Paying for land to live in
We hope the national government through its Department of National Defense, certify immediately an agreement signed between Cebu City Hall and the Capitol that would allow 4,000 residents to continue living on land that surrounds Camp Lapu-Lapu of the military’s Central Command.
If anything this would give the families who consist mostly of retired soldiers and their relatives some land they can call their own where they can live free from the constant uncertainty caused by plans of the previous Capitol administration to get back the land these families now occupy.
Despite former President Gloria Macapagal Arroyo’s proclamation declaring the 32 hectare land surrounding Camp Lapu-Lapu as a socialized housing site, a later discovery that showed the province owned the land allowed then Cebu Governor Gwendolyn Garcia to push for the province’s claim to the contested property.
With now House Speaker Gloria Macapagal Arroyo promising to lobby for Defense Secretary Delfin Lorenzana’s signing of the agreement, the deal may be all but sealed barring any complications, like Garcia’s return to the Capitol.
That said, if the agreement is signed before the elections it will have to be challenged in court which could take years before it is resolved. In the meantime, the families will have to agree to pay for their lots under the government’s community mortgage program.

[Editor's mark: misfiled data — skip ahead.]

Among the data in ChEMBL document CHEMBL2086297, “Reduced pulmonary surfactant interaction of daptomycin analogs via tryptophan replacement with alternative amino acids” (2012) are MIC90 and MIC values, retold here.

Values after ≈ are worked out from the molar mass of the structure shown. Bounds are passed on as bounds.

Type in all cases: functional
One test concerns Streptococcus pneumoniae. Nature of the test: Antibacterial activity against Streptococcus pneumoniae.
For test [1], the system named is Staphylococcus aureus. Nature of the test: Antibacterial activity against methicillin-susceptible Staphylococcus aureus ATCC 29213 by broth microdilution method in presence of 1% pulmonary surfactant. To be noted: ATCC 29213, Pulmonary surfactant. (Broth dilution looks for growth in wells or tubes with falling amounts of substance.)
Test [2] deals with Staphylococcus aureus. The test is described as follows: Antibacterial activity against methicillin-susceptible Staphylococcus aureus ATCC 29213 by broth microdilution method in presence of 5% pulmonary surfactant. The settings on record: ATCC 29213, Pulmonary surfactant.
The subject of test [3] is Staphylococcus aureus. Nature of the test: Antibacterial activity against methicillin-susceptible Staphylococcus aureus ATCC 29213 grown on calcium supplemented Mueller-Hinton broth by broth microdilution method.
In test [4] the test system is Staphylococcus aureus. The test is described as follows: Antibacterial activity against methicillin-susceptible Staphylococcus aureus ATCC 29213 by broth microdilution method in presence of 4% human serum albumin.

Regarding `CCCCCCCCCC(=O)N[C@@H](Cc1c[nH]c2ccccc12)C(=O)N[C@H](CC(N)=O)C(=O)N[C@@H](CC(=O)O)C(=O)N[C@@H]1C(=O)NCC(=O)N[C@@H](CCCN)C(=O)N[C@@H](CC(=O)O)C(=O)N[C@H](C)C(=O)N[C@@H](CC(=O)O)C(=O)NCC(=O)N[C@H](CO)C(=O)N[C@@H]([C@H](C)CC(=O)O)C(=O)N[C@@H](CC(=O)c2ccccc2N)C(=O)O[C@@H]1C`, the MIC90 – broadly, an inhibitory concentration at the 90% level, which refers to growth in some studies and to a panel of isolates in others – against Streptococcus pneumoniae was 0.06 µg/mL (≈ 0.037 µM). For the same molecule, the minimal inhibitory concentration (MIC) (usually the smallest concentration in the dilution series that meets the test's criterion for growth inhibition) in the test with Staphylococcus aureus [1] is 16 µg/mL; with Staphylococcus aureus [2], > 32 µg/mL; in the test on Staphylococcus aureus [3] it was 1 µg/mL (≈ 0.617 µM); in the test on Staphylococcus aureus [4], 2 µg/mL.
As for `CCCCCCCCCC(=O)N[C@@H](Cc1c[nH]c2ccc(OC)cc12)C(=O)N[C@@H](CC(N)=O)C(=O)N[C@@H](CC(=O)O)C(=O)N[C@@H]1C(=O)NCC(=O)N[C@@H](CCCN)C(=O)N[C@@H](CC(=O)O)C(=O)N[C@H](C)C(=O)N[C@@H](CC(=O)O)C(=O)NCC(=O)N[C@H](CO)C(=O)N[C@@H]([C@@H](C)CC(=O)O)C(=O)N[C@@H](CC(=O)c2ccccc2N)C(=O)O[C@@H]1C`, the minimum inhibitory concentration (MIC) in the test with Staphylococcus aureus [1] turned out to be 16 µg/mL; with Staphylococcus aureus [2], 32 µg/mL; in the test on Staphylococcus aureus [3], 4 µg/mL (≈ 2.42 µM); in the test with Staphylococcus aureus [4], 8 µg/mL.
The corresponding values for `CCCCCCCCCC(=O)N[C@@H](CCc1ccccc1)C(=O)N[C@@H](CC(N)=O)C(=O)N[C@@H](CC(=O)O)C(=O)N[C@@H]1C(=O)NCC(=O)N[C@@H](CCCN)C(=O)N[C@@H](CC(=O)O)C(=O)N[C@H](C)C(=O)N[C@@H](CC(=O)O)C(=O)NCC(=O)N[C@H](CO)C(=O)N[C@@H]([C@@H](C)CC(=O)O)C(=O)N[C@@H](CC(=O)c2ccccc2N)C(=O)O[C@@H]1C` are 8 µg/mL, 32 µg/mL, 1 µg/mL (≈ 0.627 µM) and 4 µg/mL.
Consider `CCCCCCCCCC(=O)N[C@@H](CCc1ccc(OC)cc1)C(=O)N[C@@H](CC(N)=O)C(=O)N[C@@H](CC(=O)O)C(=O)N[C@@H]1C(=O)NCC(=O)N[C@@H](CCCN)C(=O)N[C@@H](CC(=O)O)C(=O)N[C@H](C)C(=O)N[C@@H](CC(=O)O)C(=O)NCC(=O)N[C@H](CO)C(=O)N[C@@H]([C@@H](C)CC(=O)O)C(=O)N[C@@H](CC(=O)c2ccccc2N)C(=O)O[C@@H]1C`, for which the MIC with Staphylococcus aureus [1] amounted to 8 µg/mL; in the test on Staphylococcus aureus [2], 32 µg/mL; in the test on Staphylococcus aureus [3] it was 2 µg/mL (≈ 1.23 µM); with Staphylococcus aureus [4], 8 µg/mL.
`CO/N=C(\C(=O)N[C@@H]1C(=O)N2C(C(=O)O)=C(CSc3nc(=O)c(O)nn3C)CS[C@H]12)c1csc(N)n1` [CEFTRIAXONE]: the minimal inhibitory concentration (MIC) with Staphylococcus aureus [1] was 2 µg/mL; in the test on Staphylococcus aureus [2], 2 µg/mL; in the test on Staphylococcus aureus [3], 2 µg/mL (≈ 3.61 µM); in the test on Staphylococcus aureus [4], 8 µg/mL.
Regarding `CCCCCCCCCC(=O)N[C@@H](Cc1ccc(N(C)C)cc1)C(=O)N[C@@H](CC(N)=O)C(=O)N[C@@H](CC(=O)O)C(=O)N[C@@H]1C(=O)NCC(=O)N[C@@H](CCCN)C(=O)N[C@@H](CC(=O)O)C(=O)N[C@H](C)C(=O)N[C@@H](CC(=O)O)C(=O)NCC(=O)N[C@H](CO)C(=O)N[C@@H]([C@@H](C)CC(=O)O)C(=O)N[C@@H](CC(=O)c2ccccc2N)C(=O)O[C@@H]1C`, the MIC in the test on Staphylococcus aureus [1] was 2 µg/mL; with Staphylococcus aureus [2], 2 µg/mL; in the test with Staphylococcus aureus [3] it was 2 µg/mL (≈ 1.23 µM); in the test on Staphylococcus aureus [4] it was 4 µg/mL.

And based on the statements of those settlers like Ma. Linda Paracuelles, the president of the Alliance of Barangay Apas Community Association (Abaca), they are willing to pay reasonable fees to the government if only to ensure that they continue to stay in the land they had lived on for generations.
This willingness to pay and to comply with laws set in the Constitution and enforced (supposedly but poorly) by government to legitimize their occupation of public land sets these families apart from the other settlers who simply move into any land either public or privately owned and stay there while expecting both the government and the public to help and understand their plight.
In extreme cases, urban poor groups like the controversial Kadamay forcibly move into public property and stake their claim on it even if the land is previously allocated to other people like the country’s soldiers.
While the government may be mandated to help the poorest of the poor especially those who cannot help themselves, it doesn’t exempt those who avail of such assistance from helping themselves considering that this assistance is funded by taxpayers’ money.
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